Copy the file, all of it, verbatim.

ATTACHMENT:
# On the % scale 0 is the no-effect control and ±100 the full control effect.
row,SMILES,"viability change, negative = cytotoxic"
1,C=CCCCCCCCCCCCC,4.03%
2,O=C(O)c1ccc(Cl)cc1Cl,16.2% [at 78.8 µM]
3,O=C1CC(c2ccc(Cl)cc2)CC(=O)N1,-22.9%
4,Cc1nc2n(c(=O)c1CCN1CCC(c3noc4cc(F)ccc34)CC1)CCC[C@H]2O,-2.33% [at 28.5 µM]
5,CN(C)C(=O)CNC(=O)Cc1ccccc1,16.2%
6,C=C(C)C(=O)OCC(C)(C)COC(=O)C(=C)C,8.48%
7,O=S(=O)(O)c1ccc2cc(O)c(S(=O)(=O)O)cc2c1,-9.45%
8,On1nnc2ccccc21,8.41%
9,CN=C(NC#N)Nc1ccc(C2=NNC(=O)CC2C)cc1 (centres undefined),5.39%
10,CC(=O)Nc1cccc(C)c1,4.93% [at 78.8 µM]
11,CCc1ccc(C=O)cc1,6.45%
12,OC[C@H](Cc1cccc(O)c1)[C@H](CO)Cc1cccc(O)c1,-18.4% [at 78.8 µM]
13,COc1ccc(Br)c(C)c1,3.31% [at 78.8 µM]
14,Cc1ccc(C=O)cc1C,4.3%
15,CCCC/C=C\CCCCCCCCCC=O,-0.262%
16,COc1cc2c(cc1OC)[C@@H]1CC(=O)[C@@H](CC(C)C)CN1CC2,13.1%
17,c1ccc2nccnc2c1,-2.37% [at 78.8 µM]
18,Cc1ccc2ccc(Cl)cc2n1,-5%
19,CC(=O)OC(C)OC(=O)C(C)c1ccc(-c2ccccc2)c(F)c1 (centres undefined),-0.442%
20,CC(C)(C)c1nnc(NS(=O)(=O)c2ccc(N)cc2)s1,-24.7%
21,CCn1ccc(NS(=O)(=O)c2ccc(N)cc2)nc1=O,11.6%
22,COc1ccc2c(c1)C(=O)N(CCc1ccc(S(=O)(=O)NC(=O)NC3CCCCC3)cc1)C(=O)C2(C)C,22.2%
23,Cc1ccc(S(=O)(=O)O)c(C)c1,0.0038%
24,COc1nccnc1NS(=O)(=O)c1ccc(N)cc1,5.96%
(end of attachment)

# On the % scale 0 is the no-effect control and ±100 the full control effect.
row,SMILES,"viability change, negative = cytotoxic"
1,C=CCCCCCCCCCCCC,4.03%
2,O=C(O)c1ccc(Cl)cc1Cl,16.2% [at 78.8 µM]
3,O=C1CC(c2ccc(Cl)cc2)CC(=O)N1,-22.9%
4,Cc1nc2n(c(=O)c1CCN1CCC(c3noc4cc(F)ccc34)CC1)CCC[C@H]2O,-2.33% [at 28.5 µM]
5,CN(C)C(=O)CNC(=O)Cc1ccccc1,16.2%
6,C=C(C)C(=O)OCC(C)(C)COC(=O)C(=C)C,8.48%
7,O=S(=O)(O)c1ccc2cc(O)c(S(=O)(=O)O)cc2c1,-9.45%
8,On1nnc2ccccc21,8.41%
9,CN=C(NC#N)Nc1ccc(C2=NNC(=O)CC2C)cc1 (centres undefined),5.39%
10,CC(=O)Nc1cccc(C)c1,4.93% [at 78.8 µM]
11,CCc1ccc(C=O)cc1,6.45%
12,OC[C@H](Cc1cccc(O)c1)[C@H](CO)Cc1cccc(O)c1,-18.4% [at 78.8 µM]
13,COc1ccc(Br)c(C)c1,3.31% [at 78.8 µM]
14,Cc1ccc(C=O)cc1C,4.3%
15,CCCC/C=C\CCCCCCCCCC=O,-0.262%
16,COc1cc2c(cc1OC)[C@@H]1CC(=O)[C@@H](CC(C)C)CN1CC2,13.1%
17,c1ccc2nccnc2c1,-2.37% [at 78.8 µM]
18,Cc1ccc2ccc(Cl)cc2n1,-5%
19,CC(=O)OC(C)OC(=O)C(C)c1ccc(-c2ccccc2)c(F)c1 (centres undefined),-0.442%
20,CC(C)(C)c1nnc(NS(=O)(=O)c2ccc(N)cc2)s1,-24.7%
21,CCn1ccc(NS(=O)(=O)c2ccc(N)cc2)nc1=O,11.6%
22,COc1ccc2c(c1)C(=O)N(CCc1ccc(S(=O)(=O)NC(=O)NC3CCCCC3)cc1)C(=O)C2(C)C,22.2%
23,Cc1ccc(S(=O)(=O)O)c(C)c1,0.0038%
24,COc1nccnc1NS(=O)(=O)c1ccc(N)cc1,5.96%